Newspaper Article 2002 – Keen interest in farmer-inspired book

Keen interest in farmer-inspired book

Residents of the Fernhill and Kuripapango district trace their history

A book being written in Hawke’s Bay documenting centuries of history in the farming district between Fernhill and Kuripapango is attracting plenty of local interest.

Research, photos and writing for West to the Annie – The legacy of Renata Kawepo, is being done by the RD9 Historical Trust – made up mainly of farmers living in the district and Maori historian Patrick Parsons, who is writing chapters on pre-European activity in the district.

Co-ordinator David Hildreth said the idea was discussed between residents nearly two years ago, and a lot of time and effort had since been spent researching old family letters and documents and looking through records kept by local authorities.

Few local history books included information on Maori history prior to European settlement, and doing so was a big responsibility Mr Hildreth said.

Initial chapters would be based on the actions of people like Renata Kawepo, whose iwi were driven out of the area prior to the arrival of Europeans.

They later managed to repatriate the area, and Kawepo was instrumental in having much of the district allocated to his iwi through the Maori Land Court. Names of settlements like Okawa, Pukehamoamoa, Matapiro and Otamauri have remained the same since.

When sheepfarming began in the district in the mid to late-1800s, wool was the only source of income for farmers, as refrigerated shipping hadn’t been invented and there was little or no market for meat. Farmers had to clear land and pay for the costs of building their own roads to markets, hence the land was of relatively low value.

Stations in the area, some of which are now owned by descendants of those who first bought them, were commonly 10,000ha or more in size, and at one stage there were four hotels on the road west of Fernhill, including an upmarket lodge at Kuripapango.

Land that was part of the original Tuna Nui Station at Sherenden, is now owned by over 100 people.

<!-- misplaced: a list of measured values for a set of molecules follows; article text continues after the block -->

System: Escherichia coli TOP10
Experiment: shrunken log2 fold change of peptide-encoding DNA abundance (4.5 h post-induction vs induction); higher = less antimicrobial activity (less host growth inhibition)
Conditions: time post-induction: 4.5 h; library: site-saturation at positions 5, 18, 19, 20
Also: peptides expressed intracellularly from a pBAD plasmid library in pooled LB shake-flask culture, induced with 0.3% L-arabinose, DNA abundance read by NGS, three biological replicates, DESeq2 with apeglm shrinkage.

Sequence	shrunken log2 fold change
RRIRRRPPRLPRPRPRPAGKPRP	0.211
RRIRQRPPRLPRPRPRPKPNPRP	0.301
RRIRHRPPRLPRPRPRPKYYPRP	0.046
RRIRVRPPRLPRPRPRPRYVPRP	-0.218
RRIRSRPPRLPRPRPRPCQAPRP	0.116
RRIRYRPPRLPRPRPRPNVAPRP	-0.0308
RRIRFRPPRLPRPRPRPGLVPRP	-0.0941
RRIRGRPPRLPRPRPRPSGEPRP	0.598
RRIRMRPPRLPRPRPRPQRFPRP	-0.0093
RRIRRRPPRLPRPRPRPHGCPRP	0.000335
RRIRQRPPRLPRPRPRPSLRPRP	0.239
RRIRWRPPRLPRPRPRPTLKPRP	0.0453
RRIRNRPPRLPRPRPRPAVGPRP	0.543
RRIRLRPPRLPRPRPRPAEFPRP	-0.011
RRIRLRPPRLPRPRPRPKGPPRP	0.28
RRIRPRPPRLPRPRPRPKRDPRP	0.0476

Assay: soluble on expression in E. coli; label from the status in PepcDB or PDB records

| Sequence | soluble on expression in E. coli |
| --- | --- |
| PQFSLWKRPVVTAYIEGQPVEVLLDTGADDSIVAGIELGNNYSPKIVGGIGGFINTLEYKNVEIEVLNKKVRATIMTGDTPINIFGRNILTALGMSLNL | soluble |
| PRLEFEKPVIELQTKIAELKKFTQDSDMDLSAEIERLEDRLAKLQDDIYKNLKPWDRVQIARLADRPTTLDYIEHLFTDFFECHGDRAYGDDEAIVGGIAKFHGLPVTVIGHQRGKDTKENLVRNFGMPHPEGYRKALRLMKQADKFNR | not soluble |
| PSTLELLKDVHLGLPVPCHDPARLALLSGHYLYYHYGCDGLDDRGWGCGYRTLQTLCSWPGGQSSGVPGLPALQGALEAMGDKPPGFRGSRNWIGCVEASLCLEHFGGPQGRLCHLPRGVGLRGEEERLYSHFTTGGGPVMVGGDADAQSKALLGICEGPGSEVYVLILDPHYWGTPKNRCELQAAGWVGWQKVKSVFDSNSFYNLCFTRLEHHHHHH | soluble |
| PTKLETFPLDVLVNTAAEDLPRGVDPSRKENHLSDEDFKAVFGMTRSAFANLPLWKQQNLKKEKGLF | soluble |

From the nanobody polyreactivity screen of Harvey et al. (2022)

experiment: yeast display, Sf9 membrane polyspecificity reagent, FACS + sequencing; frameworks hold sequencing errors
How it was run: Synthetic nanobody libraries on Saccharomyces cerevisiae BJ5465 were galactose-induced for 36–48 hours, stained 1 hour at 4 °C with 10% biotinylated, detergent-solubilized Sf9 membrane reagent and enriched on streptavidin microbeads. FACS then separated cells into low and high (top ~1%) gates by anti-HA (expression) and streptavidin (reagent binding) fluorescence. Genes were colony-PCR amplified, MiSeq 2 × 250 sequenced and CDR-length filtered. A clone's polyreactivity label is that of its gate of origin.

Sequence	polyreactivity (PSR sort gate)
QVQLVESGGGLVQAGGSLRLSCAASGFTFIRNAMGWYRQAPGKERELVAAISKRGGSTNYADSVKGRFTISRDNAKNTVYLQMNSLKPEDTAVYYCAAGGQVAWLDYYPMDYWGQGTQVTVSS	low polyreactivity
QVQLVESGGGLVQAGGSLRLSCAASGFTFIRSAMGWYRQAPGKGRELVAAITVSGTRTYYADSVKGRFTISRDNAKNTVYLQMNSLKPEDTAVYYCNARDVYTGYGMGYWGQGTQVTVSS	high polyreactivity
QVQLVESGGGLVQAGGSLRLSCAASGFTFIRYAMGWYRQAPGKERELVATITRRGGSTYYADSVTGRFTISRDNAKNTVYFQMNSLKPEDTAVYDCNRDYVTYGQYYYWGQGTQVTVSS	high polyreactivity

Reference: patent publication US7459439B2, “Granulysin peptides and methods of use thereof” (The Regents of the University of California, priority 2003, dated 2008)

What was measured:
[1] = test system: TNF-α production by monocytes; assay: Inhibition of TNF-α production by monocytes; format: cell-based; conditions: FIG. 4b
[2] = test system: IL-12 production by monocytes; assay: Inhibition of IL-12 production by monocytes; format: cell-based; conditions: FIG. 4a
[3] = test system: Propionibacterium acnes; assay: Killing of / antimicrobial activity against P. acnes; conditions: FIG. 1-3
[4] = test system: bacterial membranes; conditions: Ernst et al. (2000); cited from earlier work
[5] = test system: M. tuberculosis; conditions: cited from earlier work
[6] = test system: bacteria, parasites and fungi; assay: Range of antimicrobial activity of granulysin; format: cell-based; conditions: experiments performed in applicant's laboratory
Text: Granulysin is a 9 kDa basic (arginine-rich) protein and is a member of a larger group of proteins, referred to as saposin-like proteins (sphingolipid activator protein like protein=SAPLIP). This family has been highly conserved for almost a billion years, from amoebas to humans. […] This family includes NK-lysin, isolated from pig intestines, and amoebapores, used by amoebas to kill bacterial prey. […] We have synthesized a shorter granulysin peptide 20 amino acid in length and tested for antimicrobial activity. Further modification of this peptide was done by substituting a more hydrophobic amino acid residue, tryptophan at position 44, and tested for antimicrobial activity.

Detailed and accurate records had been found and recorded, and information that wouldn’t make it into the book, would be archived for future use.

Some records had been destroyed in the 1931 Hawke’s Bay earthquake, and the trust was encouraging anyone with old letters, photos or items of human interest relevant to the area, to contribute them. The trust hoped to have the book completed before the end of the year, and were pre-selling them as well as looking for sponsorship to help cover a budget exceeding $100,000.

The project has had letters of endorsement from the Hawke’s Bay Regional Council, the Historical Places Trust, EIT Hawke’s Bay and individuals including Omahu Marae kaumatua Bill Hakiwai, who said Maori occupation of districts prior to European settlement was often overlooked in such books.

“I note that even in the title, West to the Annie – The Legacy of Renata Kawepo – our two cultures sit side by side. To me it makes the book more authentic and I look forward to seeing the history in its complete form.”

Photo caption – THIS “upmarket” lodge at Kuripapango was one of four hotels on the road west of Fernhill.

Original digital file


Non-commercial use

Attribution-NonCommercial 3.0 New Zealand (CC BY-NC 3.0 NZ)

This work is licensed under a Attribution-NonCommercial 3.0 New Zealand (CC BY-NC 3.0 NZ).


Commercial Use

Copyright on this material is owned by Hawke's Bay Today and is not available for commercial use without their consent.

Can you help?

The Hawke's Bay Knowledge Bank relies on donations to make this material available. Please consider making a donation towards preserving our local history.

Visit our donations page for more information.

Format of the original

Newspaper article

Date published

2 March 2002


Hawke's Bay Today


Published with permission of Hawke's Bay Today


Accession number


Do you know something about this record?

Please note we cannot verify the accuracy of any information posted by the community.

Supporters and sponsors

We sincerely thank the following businesses and organisations for their support.